The Uncanny Valley

Notes on art, culture and preservation

A Decade Without a Name?

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Everyone’s looking back at the last ten years…whatever you want to call them:

Jesse Sheidlower, editor at large of the Oxford English Dictionary, cannot escape the question: What should we call this decade? We have the ’80s, the ’90s, and … the “twenty hundreds”?

Sheidlower has faced the query, often posed in panicky tones, at cocktail parties, in letters to the editor and in phone calls to his word-saturated office. The anxiety began in the mid-’90s, then stretched into the early whatchamacallits — Aughts? — and has reached fever pitch as the decade winds to a close.

With days remaining until the ’10s begin, Sheidlower has bad news for those searching for the answer. “For years and years, people have been seeking a solution,” he said. “Well, it never happened. We don’t have a name for the decade. Sorry.”

More here from Michael S. Rosenwald.

Hey, don’t say we didn’t try. There is no lack of ideas, to be sure, on what to call these zeroed years: the ohs, the ays, the units, the singles, the zips, the bits, the ovals, the infants. (I do like the aughts myself, however quaint it sounds.) But the thing with language–and with English especially–is that no one person, not even the esteemed editor of the OED, can enforce the trends or the rules of a language; there has to be a widely shared consensus among those who communicate with it. In the battle between the descriptivists (tell it like it is) and proscriptivists (tell it like it should be), we always fall somewhere in the murky middle. We want to respect “The Rules,” but we also respect the patterns that we absorb from our peers, our communities, and (especially) those forms of media that reinforce our identities as social beings.

So why couldn’t we agree on a name for the 00s? It would be nice to think that we have finally come to an understanding that periods of time are rarely cohesive, and that ten consecutive revolutions around the sun need not be set apart in history from the ten that came before and after. But the most likely explanation is very simple:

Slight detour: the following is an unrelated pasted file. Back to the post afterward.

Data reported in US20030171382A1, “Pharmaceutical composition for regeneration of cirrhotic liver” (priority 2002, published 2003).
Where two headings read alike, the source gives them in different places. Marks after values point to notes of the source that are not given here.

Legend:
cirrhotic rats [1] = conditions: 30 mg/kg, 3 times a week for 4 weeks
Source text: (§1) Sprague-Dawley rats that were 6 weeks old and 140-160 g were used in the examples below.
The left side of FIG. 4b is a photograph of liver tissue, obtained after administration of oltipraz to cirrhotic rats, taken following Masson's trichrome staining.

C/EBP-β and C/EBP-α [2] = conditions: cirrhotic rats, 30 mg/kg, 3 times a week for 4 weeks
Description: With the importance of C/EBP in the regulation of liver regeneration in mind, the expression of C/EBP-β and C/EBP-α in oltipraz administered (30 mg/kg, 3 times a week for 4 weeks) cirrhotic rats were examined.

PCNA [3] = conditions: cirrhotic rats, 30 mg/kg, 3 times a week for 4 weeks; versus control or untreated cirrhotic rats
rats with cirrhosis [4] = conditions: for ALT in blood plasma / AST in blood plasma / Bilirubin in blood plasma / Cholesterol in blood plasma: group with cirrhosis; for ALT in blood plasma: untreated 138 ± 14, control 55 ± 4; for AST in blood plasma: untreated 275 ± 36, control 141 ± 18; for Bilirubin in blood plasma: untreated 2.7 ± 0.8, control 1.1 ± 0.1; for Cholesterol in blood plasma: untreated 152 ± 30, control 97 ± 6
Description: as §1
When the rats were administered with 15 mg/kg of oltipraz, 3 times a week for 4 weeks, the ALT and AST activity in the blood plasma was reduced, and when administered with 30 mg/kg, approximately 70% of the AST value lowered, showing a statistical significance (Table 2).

“We have never had a handy way of characterizing the first 10 numbers in a sequence of zero to 100,” said [linguist Dennis] Baron. “We have seen the best minds in the world try to find a solution, but the kids aren’t dancing to it.”

Add to that the fact that we were so occupied with the turn of a new millennium that evaluating our place in time in terms of a mere decade seemed kind of trite. And as we finally arrive at the end, we’re too absorbed in the lingo that technology has inculcated within us, too busy googling and sexting and friending and unfriending (and, oh yeah, blogging) to offer a sincere gesture to the passage of time. Really, who needs to get with the new decade? Technologically, we’ve advanced a hundred years if we’ve advanced ten.

Still, because times do tend to get meaning culturally imposed on them, I suspect we will one day settle on a name for the 00s. I object to the notion that as soon as 2010 gets here (in a few hours as of this posting, although it’s already arrived in other parts of the planet), the 00s must remain forever nameless. I don’t think either Sheidlower or Rosenwald is directly suggesting that in the article, but it’s easy to get the impression. Lest we forget, many are the wars that are waged without agreed-upon names until after the peace treaties have been signed. (Frankly, the names of the conflicts the US is currently involved in leave a lot to be desired. Posterity, anyone?) So it will go with the period commencing January 1, 2000 and concluding December 31, 2009.

My suggestion?

This decade shall be forever known as The Anons. That’s right, The Anonymous Decade. Because to name something out of namelessness is still to name it. Happy new year everyone.

Written by cwmote

December 31, 2009 at 2:59 pm

Posted in language

Tagged with , , ,

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